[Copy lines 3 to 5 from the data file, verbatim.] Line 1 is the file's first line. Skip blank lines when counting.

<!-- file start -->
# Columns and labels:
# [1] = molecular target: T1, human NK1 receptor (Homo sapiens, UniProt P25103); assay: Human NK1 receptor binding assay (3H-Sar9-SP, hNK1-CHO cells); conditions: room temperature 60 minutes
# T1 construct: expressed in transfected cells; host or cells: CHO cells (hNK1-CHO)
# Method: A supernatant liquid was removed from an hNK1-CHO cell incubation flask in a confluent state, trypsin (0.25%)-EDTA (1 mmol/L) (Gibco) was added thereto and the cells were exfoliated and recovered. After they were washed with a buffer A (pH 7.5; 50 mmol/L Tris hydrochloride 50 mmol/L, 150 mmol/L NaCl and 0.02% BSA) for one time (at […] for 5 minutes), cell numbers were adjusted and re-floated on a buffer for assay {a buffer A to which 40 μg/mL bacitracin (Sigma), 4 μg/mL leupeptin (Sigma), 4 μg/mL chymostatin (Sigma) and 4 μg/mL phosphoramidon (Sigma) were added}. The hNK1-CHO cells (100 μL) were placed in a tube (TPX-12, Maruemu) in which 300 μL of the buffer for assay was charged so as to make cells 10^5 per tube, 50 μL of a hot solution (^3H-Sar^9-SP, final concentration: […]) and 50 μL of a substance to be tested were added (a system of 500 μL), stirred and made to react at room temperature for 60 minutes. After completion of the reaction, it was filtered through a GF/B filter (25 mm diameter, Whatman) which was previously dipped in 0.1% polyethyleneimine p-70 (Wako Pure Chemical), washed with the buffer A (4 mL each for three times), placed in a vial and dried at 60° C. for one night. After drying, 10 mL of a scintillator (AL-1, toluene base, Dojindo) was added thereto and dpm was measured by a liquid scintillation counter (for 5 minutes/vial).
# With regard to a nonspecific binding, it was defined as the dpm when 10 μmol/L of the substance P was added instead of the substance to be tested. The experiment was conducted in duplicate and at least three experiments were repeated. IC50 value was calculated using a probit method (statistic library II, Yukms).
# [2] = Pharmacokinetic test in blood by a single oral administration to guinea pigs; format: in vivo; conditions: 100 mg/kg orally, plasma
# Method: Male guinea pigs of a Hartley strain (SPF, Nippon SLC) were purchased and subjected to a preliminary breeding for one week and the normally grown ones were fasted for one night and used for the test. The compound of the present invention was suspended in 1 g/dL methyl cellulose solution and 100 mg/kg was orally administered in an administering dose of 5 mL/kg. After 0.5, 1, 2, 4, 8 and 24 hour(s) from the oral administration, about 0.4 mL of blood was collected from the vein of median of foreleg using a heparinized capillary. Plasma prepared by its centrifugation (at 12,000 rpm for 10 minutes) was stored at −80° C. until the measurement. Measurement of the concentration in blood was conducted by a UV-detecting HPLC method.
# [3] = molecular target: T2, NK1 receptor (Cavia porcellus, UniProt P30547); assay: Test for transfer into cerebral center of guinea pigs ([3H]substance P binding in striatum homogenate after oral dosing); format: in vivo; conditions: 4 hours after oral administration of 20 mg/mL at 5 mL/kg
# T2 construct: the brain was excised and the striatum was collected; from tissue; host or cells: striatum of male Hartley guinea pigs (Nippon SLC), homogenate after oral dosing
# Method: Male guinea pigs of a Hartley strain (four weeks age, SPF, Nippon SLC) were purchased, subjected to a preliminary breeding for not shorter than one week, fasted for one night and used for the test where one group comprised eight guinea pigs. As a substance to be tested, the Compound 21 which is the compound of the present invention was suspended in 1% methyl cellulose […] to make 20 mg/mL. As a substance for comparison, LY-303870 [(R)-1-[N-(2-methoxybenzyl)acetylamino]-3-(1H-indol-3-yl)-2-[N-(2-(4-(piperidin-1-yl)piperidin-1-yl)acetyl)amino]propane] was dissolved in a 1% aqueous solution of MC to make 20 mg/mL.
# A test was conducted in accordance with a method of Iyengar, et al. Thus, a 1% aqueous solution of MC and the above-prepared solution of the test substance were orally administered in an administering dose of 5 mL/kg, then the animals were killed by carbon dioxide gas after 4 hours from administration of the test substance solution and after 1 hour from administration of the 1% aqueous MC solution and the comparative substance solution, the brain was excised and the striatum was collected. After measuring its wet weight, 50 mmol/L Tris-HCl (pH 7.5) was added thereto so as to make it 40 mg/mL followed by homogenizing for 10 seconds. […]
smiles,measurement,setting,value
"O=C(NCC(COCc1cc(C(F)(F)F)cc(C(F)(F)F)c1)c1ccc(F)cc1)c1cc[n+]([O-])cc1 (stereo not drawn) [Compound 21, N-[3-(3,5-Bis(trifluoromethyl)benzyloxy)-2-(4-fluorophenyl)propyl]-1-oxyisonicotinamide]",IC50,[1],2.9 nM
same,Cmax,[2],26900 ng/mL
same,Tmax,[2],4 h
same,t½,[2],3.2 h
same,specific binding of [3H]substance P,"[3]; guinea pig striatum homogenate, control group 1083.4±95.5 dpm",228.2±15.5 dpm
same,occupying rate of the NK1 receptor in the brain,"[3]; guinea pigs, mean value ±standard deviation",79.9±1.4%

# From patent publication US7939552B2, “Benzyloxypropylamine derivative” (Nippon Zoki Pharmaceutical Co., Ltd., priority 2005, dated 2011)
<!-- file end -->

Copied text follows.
# T1 construct: expressed in transfected cells; host or cells: CHO cells (hNK1-CHO)
# Method: A supernatant liquid was removed from an hNK1-CHO cell incubation flask in a confluent state, trypsin (0.25%)-EDTA (1 mmol/L) (Gibco) was added thereto and the cells were exfoliated and recovered. After they were washed with a buffer A (pH 7.5; 50 mmol/L Tris hydrochloride 50 mmol/L, 150 mmol/L NaCl and 0.02% BSA) for one time (at […] for 5 minutes), cell numbers were adjusted and re-floated on a buffer for assay {a buffer A to which 40 μg/mL bacitracin (Sigma), 4 μg/mL leupeptin (Sigma), 4 μg/mL chymostatin (Sigma) and 4 μg/mL phosphoramidon (Sigma) were added}. The hNK1-CHO cells (100 μL) were placed in a tube (TPX-12, Maruemu) in which 300 μL of the buffer for assay was charged so as to make cells 10^5 per tube, 50 μL of a hot solution (^3H-Sar^9-SP, final concentration: […]) and 50 μL of a substance to be tested were added (a system of 500 μL), stirred and made to react at room temperature for 60 minutes. After completion of the reaction, it was filtered through a GF/B filter (25 mm diameter, Whatman) which was previously dipped in 0.1% polyethyleneimine p-70 (Wako Pure Chemical), washed with the buffer A (4 mL each for three times), placed in a vial and dried at 60° C. for one night. After drying, 10 mL of a scintillator (AL-1, toluene base, Dojindo) was added thereto and dpm was measured by a liquid scintillation counter (for 5 minutes/vial).
# With regard to a nonspecific binding, it was defined as the dpm when 10 μmol/L of the substance P was added instead of the substance to be tested. The experiment was conducted in duplicate and at least three experiments were repeated. IC50 value was calculated using a probit method (statistic library II, Yukms).